Dr. Aisling Brady tests water quality adjacent to a salmon farming site as part of one of CARTI's community partnerships.

CARTI brings community together to solve problems

Invites the public to pitch ideas to which they could add resources

Only a few short years ago, North Island College (NIC) created an entity called the Centre for Applied Research, Technology and Innovation (CARTI) to help facilitate more integration between the school and the region, and they’ve been busy accomplishing things ever since.

Still, it doesn’t seem like people know about them or what they do.

“It’s one way for the college to engage in community,” according to Naomi Tabata, Manager of the Centre. “We try to create projects between community and the college to solve problems within the community. We have all these resources, and we have amazing people, so let’s be in the community and see how we can build together.”

According to Tabata, one of the impediments to this integration is that there seems to be a misconception about NIC being simply a “trades school,” so people don’t necessarily think of the institution when they’re addressing issues within their organization or tackling problems within the community.

“Not only do we have a full range of programming here, but we also have access to all the faculty at all our campuses,” Tabata says, who could add expertise to ideas and problems that others may have. They just need to know what these problems are so they can figure out how to best address them.

That’s where Tabata comes in. Her role is to bring people together within the region to try to tackle some of these issues.

Naomi Tabata“We started with some really great successes around aquaculture,” she says, including the partnering of CARTI and NIC with various aquaculture companies and the National Science and Education Research Council (NSERC) to address some monitoring issues at aquaculture facilities. They used this partnership to develop new monitoring techniques with remote vehicles and video observation at aquaculture deep-sea sites that are unaccessible to divers.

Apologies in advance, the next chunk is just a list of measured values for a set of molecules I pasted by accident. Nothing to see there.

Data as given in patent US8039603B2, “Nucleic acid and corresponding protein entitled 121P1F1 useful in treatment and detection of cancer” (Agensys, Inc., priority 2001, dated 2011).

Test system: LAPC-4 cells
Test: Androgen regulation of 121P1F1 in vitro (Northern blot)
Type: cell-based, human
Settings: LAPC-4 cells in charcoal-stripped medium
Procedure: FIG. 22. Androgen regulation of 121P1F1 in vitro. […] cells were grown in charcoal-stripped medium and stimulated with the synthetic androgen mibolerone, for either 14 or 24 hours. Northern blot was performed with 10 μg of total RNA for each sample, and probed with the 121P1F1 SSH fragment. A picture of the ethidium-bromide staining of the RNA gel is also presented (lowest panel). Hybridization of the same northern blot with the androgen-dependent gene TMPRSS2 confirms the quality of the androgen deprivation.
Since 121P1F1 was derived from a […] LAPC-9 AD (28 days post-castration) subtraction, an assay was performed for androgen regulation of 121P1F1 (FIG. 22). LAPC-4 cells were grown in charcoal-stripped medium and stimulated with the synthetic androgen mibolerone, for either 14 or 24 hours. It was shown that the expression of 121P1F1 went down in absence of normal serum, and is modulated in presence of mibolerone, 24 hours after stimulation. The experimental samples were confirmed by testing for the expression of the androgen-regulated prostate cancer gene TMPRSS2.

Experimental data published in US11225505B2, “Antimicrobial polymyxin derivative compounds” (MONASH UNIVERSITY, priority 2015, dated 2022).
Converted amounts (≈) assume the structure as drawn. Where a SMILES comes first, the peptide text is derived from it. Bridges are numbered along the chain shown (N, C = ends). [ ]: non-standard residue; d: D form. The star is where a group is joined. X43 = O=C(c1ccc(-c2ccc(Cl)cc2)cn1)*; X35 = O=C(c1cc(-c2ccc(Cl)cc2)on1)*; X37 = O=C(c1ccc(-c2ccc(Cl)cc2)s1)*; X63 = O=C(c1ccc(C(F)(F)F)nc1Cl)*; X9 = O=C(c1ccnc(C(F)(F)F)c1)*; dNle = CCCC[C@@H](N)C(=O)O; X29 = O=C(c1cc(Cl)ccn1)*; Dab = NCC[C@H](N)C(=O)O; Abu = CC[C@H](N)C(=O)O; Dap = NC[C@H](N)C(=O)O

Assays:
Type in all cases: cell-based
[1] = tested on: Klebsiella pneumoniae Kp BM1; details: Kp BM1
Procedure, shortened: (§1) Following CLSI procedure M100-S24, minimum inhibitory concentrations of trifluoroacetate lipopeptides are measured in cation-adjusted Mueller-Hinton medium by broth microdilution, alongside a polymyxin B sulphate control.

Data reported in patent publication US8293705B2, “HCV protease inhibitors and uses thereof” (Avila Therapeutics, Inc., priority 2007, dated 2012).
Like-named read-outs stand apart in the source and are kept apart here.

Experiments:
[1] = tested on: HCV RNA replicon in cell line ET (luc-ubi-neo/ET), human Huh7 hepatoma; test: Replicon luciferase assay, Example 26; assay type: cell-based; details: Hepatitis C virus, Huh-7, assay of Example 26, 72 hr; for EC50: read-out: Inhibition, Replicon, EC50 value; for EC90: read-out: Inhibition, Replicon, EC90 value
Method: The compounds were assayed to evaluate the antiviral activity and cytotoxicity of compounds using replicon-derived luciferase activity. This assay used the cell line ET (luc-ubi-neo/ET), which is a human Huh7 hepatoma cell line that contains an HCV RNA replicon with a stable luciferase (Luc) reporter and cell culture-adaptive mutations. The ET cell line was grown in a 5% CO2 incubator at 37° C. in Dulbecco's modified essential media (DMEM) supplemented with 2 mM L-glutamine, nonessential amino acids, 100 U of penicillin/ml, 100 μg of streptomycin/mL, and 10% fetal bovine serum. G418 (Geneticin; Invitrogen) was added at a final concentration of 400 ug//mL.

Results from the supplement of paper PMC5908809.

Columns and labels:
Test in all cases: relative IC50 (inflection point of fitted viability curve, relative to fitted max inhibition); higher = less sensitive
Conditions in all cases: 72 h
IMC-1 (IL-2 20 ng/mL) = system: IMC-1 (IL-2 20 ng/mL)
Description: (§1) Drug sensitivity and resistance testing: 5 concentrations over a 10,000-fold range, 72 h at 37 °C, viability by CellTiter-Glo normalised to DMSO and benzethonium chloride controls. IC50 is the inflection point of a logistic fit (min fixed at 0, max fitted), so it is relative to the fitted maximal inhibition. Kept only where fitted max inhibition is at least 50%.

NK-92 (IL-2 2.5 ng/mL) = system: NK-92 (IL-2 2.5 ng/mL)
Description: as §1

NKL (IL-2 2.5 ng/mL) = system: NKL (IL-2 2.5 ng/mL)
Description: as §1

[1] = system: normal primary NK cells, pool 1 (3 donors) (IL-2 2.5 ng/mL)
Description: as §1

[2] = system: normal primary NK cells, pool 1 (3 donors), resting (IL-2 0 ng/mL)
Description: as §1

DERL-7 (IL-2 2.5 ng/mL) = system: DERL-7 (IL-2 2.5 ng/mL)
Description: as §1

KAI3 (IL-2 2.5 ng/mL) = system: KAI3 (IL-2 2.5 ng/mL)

“That was a two year project and it was really exciting,” Tabata says. “Lots of great learning came out of that – new information that hasn’t been found before to address an issue that’s found across the country. Our colleagues in Newfoundland are very interested in what we’re learning there, for example.”

It’s not only a great way to increase knowledge within a sector, Tabata says, but it’s also an economic driver within the region itself when it’s done properly.

“That project was $200,000 in federal dollars that wouldn’t have been here otherwise – and it’s all being spent locally,” she said, adding that they have even larger projects on the go which are bringing the same types of benefit, such as a $1-million research program examining and addressing some of the aquaculture sector’s waste issues.

Another major initiative they’re working on right now is examining ways to get locally-produced food integrated into large, governmentally funded institutions such as hospitals, schools, seniors’ homes and military bases.

Tabata says they are also constantly involved in multiple smaller projects, such as their recent partnership with Greenways Land Trust, the City of Campbell River and the Ministry of Forests, Lands and Natural Resource Operations, which implemented remote monitoring of wildlife in the Beaver Lodge Trail System.

“We want to invite the community to come tell us about their ideas,” Tabata says. “We want them to come talk to us, let us know what their challenges are, and tell us how we might work together and help them to build something exciting for Campbell River. We love it when industry or business or community comes to us with some challenge they’re having and we try to work out a way to help by bringing people together.”

One advantage to working with CARTI to develop these types of community plans or business ideas is the centre’s access to funding pools that most people would not have access to otherwise, according to Tabata.

Another benefit is that an idea doesn’t have to be fully built up and fleshed out for them to start working on it, as it would be if you were approaching a bank for a business loan, for example.

“They could come to me with an idea,” Tabata says. “That’s fine. We’re going to sit and massage that idea and figure out the pieces that we need in order to make that happen. Who are the players that need to be at the table? We don’t want to do anything in isolation, so if there are other people in the community who might have an interest in achieving this same outcome, we want to get those people or organizations involved, as well.”

Anyone who may have ideas for community projects that CARTI could help make a reality are encouraged to contact Tabata at naomi.tabata@nic.bc.ca or at 1-800-715-0914 extension 7719.

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